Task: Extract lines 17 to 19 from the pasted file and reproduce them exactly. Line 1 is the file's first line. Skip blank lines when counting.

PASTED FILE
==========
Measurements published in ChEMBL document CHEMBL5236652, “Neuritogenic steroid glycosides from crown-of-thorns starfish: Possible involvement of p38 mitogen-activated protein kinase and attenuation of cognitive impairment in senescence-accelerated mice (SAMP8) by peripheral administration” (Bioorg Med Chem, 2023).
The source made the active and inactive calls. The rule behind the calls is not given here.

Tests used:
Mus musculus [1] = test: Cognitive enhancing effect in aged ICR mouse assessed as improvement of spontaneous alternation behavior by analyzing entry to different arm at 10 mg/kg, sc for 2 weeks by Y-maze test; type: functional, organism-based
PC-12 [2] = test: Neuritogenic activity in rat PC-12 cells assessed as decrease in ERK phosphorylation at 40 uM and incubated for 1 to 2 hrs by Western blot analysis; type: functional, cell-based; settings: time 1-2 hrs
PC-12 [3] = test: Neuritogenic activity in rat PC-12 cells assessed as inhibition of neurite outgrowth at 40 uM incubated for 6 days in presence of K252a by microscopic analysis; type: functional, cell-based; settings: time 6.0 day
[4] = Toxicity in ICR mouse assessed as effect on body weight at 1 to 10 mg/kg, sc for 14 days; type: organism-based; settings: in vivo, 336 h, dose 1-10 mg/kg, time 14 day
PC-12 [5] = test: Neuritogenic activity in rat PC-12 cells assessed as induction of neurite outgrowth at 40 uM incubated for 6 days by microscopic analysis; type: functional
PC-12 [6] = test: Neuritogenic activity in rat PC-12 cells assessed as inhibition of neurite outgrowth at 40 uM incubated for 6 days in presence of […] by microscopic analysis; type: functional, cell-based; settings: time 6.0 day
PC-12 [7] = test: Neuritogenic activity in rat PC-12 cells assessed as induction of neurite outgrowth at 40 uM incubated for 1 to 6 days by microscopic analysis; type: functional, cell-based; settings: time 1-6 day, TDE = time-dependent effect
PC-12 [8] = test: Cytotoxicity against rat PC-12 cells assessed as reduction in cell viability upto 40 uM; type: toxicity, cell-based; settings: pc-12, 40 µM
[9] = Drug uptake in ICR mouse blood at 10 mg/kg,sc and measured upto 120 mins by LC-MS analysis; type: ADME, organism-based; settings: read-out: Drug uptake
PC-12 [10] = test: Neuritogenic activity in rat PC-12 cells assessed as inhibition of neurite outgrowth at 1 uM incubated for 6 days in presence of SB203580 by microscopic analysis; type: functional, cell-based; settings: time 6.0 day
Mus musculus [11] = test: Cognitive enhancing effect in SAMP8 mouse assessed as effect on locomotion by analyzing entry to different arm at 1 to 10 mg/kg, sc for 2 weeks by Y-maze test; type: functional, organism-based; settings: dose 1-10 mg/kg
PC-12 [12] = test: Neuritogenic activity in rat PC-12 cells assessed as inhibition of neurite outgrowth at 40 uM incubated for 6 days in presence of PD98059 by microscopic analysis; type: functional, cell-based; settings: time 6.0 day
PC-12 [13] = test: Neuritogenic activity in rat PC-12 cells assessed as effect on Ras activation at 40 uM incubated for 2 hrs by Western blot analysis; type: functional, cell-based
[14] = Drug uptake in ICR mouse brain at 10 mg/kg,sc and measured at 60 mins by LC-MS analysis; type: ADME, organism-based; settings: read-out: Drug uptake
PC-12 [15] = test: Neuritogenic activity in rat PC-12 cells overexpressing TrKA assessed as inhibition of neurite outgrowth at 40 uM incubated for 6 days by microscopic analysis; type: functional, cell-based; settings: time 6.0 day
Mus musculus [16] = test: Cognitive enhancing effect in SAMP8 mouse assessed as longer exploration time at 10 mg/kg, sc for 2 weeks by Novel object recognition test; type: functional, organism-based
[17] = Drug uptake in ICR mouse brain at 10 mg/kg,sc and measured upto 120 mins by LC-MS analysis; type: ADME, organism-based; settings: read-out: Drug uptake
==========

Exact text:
[14] = Drug uptake in ICR mouse brain at 10 mg/kg,sc and measured at 60 mins by LC-MS analysis; type: ADME, organism-based; settings: read-out: Drug uptake
PC-12 [15] = test: Neuritogenic activity in rat PC-12 cells overexpressing TrKA assessed as inhibition of neurite outgrowth at 40 uM incubated for 6 days by microscopic analysis; type: functional, cell-based; settings: time 6.0 day
Mus musculus [16] = test: Cognitive enhancing effect in SAMP8 mouse assessed as longer exploration time at 10 mg/kg, sc for 2 weeks by Novel object recognition test; type: functional, organism-based